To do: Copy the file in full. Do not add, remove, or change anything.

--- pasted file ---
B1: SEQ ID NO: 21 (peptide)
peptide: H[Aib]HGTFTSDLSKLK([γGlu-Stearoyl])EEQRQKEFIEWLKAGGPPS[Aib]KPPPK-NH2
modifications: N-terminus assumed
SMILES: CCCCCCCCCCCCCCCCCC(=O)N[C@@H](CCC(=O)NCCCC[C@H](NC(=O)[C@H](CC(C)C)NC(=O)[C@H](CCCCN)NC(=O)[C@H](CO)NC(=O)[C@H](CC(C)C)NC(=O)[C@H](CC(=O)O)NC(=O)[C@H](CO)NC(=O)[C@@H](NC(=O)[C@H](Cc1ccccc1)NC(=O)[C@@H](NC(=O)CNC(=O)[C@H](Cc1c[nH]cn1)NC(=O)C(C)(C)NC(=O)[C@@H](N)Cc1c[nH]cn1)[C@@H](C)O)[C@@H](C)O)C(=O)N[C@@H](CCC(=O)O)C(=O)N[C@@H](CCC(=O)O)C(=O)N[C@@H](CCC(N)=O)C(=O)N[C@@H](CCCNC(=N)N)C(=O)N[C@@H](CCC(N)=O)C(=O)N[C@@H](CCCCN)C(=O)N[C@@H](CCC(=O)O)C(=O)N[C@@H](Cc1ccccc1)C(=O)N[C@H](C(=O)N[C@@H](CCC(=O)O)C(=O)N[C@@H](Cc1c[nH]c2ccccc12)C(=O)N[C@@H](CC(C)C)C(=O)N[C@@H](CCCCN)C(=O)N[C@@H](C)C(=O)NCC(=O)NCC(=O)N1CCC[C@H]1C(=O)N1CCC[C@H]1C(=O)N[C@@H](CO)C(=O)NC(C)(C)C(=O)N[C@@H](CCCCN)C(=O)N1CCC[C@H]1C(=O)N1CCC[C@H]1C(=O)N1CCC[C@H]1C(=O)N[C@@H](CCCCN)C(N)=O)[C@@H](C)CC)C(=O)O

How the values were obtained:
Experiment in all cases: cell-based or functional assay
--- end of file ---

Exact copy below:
B1: SEQ ID NO: 21 (peptide)
peptide: H[Aib]HGTFTSDLSKLK([γGlu-Stearoyl])EEQRQKEFIEWLKAGGPPS[Aib]KPPPK-NH2
modifications: N-terminus assumed
SMILES: CCCCCCCCCCCCCCCCCC(=O)N[C@@H](CCC(=O)NCCCC[C@H](NC(=O)[C@H](CC(C)C)NC(=O)[C@H](CCCCN)NC(=O)[C@H](CO)NC(=O)[C@H](CC(C)C)NC(=O)[C@H](CC(=O)O)NC(=O)[C@H](CO)NC(=O)[C@@H](NC(=O)[C@H](Cc1ccccc1)NC(=O)[C@@H](NC(=O)CNC(=O)[C@H](Cc1c[nH]cn1)NC(=O)C(C)(C)NC(=O)[C@@H](N)Cc1c[nH]cn1)[C@@H](C)O)[C@@H](C)O)C(=O)N[C@@H](CCC(=O)O)C(=O)N[C@@H](CCC(=O)O)C(=O)N[C@@H](CCC(N)=O)C(=O)N[C@@H](CCCNC(=N)N)C(=O)N[C@@H](CCC(N)=O)C(=O)N[C@@H](CCCCN)C(=O)N[C@@H](CCC(=O)O)C(=O)N[C@@H](Cc1ccccc1)C(=O)N[C@H](C(=O)N[C@@H](CCC(=O)O)C(=O)N[C@@H](Cc1c[nH]c2ccccc12)C(=O)N[C@@H](CC(C)C)C(=O)N[C@@H](CCCCN)C(=O)N[C@@H](C)C(=O)NCC(=O)NCC(=O)N1CCC[C@H]1C(=O)N1CCC[C@H]1C(=O)N[C@@H](CO)C(=O)NC(C)(C)C(=O)N[C@@H](CCCCN)C(=O)N1CCC[C@H]1C(=O)N1CCC[C@H]1C(=O)N1CCC[C@H]1C(=O)N[C@@H](CCCCN)C(N)=O)[C@@H](C)CC)C(=O)O

How the values were obtained:
Experiment in all cases: cell-based or functional assay